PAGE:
Monday, July 23, 2012

Plato and the Olympic Games

                                         The stadium today.


The Olympic Games were held at four-year intervals, and later the term Olympiad (the period between two Games) was used as a measure for counting years.  For example, Diodorus states that there was a solar eclipse in the third year of the 113th Olympiad, which must refer to the eclipse of 316 BC.  This would give a date of 765/6 BC for the first year of the first Olympiad.

The Olympic Games were held in Olympia, in a remote area of southwestern Greece, about 200 miles from Athens.  To get there most spectators had taken rough mountain roads and a ten-day journey.  When they got there they found a venue poorly prepared to accommodate them.  "An endless mass of people" is how second-century A.D. author Lucian describes it.


Whatever facilities Olympia had would have been swamped.  At night most of the spectators would have flung their bedding wherever they could find a spot, or they would have put up a tent or paid for a spot in some temporary shelter.  Sounds like Woodstock.

Plato himself once slept in a makeshift barracks, head to toe with drunken strangers.  An image of Plato as a hippy - probably in his younger years.

                                         Athletes entry into stadium.


Dried riverbeds used as latrines, and sweat of unwashed multitudes wafting out nose-teasing odors; and everywhere the flies, a plague of them.  Priests at Olympia sacrificed animals to "Zeus, the driver-away of flies" probably to little effect.

The spectators stood for up to sixteen hours.  Seating was not provided.  In fact the Greek word stadion means 'a place to stand'.

"But" said Epictetus, "you put up with it all because it is an unforgettable spectacle."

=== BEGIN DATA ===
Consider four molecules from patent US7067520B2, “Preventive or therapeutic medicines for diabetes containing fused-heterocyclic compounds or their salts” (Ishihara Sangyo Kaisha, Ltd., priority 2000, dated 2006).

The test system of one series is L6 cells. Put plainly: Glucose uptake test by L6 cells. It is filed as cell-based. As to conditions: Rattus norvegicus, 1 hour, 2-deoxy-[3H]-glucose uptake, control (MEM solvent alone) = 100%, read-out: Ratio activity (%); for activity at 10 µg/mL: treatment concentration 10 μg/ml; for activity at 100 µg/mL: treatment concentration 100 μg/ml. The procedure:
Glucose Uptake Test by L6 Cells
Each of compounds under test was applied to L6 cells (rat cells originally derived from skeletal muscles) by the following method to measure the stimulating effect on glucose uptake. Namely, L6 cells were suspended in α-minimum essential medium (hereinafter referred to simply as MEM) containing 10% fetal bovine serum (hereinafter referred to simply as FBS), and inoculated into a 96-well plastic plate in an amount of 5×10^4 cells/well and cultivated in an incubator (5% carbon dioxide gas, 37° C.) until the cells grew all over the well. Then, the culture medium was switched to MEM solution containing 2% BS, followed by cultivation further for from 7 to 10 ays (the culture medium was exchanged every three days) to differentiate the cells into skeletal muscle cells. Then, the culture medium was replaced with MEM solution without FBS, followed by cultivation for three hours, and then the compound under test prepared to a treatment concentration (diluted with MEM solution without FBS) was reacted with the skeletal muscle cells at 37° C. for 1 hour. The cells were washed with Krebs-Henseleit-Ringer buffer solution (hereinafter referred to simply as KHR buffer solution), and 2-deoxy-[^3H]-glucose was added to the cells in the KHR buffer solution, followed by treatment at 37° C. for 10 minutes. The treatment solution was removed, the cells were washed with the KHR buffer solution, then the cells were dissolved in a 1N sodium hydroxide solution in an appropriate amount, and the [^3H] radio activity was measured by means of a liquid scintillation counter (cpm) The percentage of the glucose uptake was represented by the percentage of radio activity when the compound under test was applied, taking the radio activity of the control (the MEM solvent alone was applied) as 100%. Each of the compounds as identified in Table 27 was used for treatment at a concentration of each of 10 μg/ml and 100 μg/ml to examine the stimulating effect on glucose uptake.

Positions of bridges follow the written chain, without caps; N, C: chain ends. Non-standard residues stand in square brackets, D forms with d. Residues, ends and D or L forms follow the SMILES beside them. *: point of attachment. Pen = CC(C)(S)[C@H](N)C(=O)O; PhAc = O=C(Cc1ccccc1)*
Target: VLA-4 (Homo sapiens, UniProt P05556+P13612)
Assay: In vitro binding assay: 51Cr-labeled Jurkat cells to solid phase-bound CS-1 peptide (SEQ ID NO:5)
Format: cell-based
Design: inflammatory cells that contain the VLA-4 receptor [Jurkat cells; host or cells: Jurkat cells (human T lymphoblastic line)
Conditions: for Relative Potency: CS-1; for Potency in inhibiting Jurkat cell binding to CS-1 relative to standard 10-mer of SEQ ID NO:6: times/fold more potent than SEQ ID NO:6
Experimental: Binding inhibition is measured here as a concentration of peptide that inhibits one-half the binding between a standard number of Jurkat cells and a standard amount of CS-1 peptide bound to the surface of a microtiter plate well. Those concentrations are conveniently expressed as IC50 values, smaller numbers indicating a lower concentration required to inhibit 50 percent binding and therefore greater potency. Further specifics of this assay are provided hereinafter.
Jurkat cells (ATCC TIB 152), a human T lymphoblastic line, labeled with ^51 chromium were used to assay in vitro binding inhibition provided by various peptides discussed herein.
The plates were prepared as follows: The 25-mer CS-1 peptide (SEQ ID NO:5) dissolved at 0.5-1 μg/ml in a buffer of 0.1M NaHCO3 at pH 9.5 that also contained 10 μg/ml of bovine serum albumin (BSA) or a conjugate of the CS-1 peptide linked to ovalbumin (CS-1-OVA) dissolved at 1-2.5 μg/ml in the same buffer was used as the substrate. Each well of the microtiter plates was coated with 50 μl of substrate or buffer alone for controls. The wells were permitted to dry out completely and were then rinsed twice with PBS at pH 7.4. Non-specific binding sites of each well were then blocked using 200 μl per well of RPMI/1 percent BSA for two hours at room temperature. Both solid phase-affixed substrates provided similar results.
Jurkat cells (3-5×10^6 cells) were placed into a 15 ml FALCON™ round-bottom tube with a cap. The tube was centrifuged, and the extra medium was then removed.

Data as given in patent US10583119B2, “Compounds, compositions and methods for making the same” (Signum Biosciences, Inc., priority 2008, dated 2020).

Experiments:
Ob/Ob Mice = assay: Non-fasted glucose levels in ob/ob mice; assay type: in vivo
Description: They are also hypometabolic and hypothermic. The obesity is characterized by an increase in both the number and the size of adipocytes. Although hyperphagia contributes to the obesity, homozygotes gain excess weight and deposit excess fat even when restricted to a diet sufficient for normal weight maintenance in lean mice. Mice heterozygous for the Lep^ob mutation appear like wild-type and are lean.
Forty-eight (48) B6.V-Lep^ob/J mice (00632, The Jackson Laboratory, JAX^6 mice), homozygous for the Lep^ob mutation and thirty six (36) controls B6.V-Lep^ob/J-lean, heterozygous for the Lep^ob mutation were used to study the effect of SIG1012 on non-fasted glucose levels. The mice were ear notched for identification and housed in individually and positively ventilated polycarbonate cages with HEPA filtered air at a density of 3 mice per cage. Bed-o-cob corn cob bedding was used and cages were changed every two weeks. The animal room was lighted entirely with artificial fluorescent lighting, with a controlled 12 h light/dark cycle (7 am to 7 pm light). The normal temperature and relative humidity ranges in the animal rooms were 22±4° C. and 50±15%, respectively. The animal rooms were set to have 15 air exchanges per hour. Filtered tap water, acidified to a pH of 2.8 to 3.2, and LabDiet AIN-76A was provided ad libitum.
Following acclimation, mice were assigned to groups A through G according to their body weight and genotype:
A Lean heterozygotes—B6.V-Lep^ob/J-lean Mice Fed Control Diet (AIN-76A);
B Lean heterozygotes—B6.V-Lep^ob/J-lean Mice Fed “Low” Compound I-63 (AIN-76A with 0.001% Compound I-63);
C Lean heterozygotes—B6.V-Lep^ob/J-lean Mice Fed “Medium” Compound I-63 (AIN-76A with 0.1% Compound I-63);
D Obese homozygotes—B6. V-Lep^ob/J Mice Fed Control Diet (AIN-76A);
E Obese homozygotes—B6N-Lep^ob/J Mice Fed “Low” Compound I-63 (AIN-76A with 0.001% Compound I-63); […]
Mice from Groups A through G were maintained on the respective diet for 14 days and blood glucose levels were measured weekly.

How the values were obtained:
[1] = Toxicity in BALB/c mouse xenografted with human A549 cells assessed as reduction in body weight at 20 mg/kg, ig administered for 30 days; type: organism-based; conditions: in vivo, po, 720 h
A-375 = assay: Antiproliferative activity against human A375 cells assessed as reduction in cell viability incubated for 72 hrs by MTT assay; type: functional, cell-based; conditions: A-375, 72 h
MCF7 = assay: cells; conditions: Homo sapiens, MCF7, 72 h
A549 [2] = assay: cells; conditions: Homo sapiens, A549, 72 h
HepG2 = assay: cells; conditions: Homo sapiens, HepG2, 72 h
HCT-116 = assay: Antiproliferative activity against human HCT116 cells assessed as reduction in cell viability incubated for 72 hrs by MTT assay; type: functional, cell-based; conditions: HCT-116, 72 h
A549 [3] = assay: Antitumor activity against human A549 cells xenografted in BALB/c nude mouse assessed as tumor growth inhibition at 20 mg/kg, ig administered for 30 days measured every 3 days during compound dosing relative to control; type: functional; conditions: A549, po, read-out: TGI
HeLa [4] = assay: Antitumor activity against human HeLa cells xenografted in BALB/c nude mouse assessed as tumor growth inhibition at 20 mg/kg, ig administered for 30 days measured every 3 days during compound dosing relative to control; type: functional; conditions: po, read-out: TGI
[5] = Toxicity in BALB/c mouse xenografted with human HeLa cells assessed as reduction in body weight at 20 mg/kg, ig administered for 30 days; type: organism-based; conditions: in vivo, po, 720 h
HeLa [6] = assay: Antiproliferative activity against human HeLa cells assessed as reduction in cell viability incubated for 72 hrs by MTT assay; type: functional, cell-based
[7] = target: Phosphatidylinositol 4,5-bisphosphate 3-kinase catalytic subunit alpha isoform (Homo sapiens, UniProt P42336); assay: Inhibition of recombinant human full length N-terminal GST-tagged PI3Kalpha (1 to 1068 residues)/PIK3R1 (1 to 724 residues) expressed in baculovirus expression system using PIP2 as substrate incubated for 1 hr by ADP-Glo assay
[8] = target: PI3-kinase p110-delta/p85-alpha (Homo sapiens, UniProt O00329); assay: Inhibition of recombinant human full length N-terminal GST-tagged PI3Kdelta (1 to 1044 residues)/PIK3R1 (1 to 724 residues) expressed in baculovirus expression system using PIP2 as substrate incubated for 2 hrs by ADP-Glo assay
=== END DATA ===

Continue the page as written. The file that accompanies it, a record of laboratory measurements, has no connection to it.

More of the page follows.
Lucian writes,  "..... you should be there sitting in the middle of the spectators, looking at the men's courage and physical beauty, their marvellous condition, their skill and invincible strength, their enterprise, their emulation, their unconquerable spirit, and their never-wearied pursuit of victory.  Oh, I know very well, you would never have been tired of talking about your favourites, cheering them on them with your shouts and hand gestures."  He could be writing today not eighteen centuries
The Games were sensationally popular, and were held without fail every four years from about 765 B.C., till they were banned as a pagan festival by Christian emperors in A.D 394.

Like a pilgrimage to Mecca, for the Greeks it was considered a great misfortune to die without having been to Olympia.  One Athenian baker boasted on his gravestone that he had attended the Games twelve times.


Some observations on the Olympic events:

Sprinters would be leaning slightly forward, feet together and arms outstretched.  False starts were punished with a thrashing from official whip-handlers.

The pankration was a kind of mixed martial arts contest; differing from today's MMA in that the only thing barred was eye-gouging; whereas snapping opponents' fingers, even tearing out intestines were acceptable and, as one coach noted, "the judges approve of strangling".  It is said that Plato [427-347 BC] was a double winner of the pankration, which adds a new dimension to his philosophy.

The long jump was performed with a weight in each hand which would have the effect of "pulling'  the jumper forward, and then, jettisoning the weights backward prior to landing would give that final "push" for distance.

A four hundred yard sprint was run in full body armor, emulating the charge of the Greek hoplites into battle.

Boxing became increasingly brutal over the centuries.  Initially, soft leather covered the fingers, but eventually, hard leather weighted with metal was sometimes used.  The fights had no rest periods and there were no rules against hitting a man while he was down. Bouts continued until one man either surrendered or died.  However, killing an opponent was frowned on, and the dead boxer was automatically declared the winner.



The judges sometimes took bribes.  In A.D. 67 they took some pretty heavy bribes from the emperor Nero to award him first prize in the chariot race - notwithstanding that he fell out of his chariot and failed to complete the course.  Like Sacha Baron Cohen's movie 'The Dictator' in which he wins the sprint by shooting anyone who threatens to beat him.

From an article in the Smithsonian, August 2004, by Tony Perrottet.

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